I’ve finally slightly figured out how to do this GoPro video thing. I’ve been mostly using my GoPro for pictures, but we took it with us in Alaska and took some 360 degree videos from the top of the hikes we went on. I was able to use Adobe Premiere Elements to import those videos and stitch them together, much easier than when I tried to use the GoPro video app. So this first YouTube video is made up of multiple hikes, with the video taken with my GoPro. The hikes were the Savage Alpine Trail and Mt. Healy Overlook in Denali National Park, Flat Top in Anchorage, and the Harding Ice Field trail in Kenai Fjords National Park.
The second video was taken with a point and shoot camera, since somehow my GoPro battery was dead, despite charging it the night before. This one is probably my favorite though, because it’s video of a hand tram in the Kachemak Bay State Park near Homer, Alaska!
For those of you who’ve been reading my blog for a while, you’ve probably noticed the improved photos since January. My lovely husband surprised me with a DSLR camera, something that I’ve always wanted since my film SLR stopped working years ago. The new camera spurred me to take a photography class through UT Austin’s informal classes, as well as read some photo blogs and books. I latched on to the idea of trying high dynamic range (HDR) photography after seeing HDR photos in a variety of places. I know that professional photographers have mixed feelings about HDR, but for us amateurs it can really help bring out detail in photos that we would not otherwise capture. When we traveled to my husband’s family farm in Iowa over this summer, I knew I’d have the perfect subjects for HDR photos. The farm is over 100 years old, the farm house was built in 1927 and my father-in-law has a variety of old Ford tractors and old farm implements on display. See timstractors.com for more information on how he restores the tractors.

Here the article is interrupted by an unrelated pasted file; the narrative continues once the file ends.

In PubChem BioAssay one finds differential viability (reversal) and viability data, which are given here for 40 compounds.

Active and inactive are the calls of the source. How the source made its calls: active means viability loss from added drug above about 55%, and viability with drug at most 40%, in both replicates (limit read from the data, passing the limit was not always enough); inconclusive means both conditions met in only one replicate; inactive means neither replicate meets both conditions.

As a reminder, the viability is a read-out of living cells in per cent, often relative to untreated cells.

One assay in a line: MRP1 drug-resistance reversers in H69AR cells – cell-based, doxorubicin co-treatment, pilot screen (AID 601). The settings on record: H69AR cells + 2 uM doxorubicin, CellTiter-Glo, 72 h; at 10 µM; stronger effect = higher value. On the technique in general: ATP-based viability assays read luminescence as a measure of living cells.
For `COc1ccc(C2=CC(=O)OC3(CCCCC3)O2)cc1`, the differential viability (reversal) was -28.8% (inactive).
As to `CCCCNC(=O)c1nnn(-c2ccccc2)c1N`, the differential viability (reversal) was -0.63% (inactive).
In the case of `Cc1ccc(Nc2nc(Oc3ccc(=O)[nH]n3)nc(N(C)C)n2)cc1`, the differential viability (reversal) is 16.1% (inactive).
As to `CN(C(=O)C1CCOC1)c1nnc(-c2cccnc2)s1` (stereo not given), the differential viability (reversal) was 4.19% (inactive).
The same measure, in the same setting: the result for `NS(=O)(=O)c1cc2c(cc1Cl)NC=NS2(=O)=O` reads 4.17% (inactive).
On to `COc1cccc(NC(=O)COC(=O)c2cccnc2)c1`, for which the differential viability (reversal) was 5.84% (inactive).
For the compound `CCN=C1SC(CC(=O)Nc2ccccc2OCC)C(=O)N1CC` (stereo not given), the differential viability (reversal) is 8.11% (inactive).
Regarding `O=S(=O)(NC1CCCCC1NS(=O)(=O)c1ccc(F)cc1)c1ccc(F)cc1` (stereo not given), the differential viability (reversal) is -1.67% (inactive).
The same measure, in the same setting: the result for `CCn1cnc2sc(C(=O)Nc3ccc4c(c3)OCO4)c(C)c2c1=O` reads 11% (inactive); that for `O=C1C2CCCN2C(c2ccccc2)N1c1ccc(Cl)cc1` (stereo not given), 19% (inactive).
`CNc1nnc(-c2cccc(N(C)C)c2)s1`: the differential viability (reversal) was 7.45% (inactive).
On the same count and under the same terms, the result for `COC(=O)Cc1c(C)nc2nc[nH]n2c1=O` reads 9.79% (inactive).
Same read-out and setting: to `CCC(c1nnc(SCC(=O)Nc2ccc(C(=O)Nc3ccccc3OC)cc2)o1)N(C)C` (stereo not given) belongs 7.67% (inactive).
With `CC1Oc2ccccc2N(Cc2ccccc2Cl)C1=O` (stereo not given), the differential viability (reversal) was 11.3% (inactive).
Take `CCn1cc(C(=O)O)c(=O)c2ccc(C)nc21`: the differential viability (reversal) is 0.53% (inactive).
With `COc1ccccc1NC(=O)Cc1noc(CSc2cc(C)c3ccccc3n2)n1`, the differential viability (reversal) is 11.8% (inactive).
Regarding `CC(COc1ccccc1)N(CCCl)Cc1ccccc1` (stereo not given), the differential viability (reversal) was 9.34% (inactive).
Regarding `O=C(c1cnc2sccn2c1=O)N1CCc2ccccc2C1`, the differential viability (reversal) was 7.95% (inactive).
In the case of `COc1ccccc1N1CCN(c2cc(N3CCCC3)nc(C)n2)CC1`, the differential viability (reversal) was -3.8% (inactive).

For the photos below, I used my big tripod, 5 stops for the HDR (-2, -1, 0, 1, 2), and Photomatix essentials to process the photo series. I tried to not go crazy with special effects.
The farm house, built in 1927.
One of the many Ford tractors brought back to its former glory by my father-in-law.
An old thresher, a farm implement that separates grain from the stalk and the husk.
An old Ford truck parked on the farm.
I picked up a collage frame and had a few photos printed to give to my father-in-law. I hope he likes it!
HDR photos of the farm ready to be gifted.
This work by Laura Feeney is licensed under a Creative Commons Attribution-NonCommercial-ShareAlike 3.0 Unported License.